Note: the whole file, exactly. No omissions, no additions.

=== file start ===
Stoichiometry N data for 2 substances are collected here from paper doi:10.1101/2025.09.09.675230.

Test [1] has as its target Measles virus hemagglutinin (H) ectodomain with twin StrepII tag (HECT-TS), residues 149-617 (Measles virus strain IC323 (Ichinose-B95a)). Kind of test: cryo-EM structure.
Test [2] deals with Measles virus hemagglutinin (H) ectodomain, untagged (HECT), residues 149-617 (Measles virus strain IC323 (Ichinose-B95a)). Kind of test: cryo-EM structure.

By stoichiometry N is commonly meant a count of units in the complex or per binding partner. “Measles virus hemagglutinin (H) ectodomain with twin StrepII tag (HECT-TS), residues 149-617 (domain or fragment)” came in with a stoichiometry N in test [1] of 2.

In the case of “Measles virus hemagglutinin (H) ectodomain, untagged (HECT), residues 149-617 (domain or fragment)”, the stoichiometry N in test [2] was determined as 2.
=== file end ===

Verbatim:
Stoichiometry N data for 2 substances are collected here from paper doi:10.1101/2025.09.09.675230.

Test [1] has as its target Measles virus hemagglutinin (H) ectodomain with twin StrepII tag (HECT-TS), residues 149-617 (Measles virus strain IC323 (Ichinose-B95a)). Kind of test: cryo-EM structure.
Test [2] deals with Measles virus hemagglutinin (H) ectodomain, untagged (HECT), residues 149-617 (Measles virus strain IC323 (Ichinose-B95a)). Kind of test: cryo-EM structure.

By stoichiometry N is commonly meant a count of units in the complex or per binding partner. “Measles virus hemagglutinin (H) ectodomain with twin StrepII tag (HECT-TS), residues 149-617 (domain or fragment)” came in with a stoichiometry N in test [1] of 2.

In the case of “Measles virus hemagglutinin (H) ectodomain, untagged (HECT), residues 149-617 (domain or fragment)”, the stoichiometry N in test [2] was determined as 2.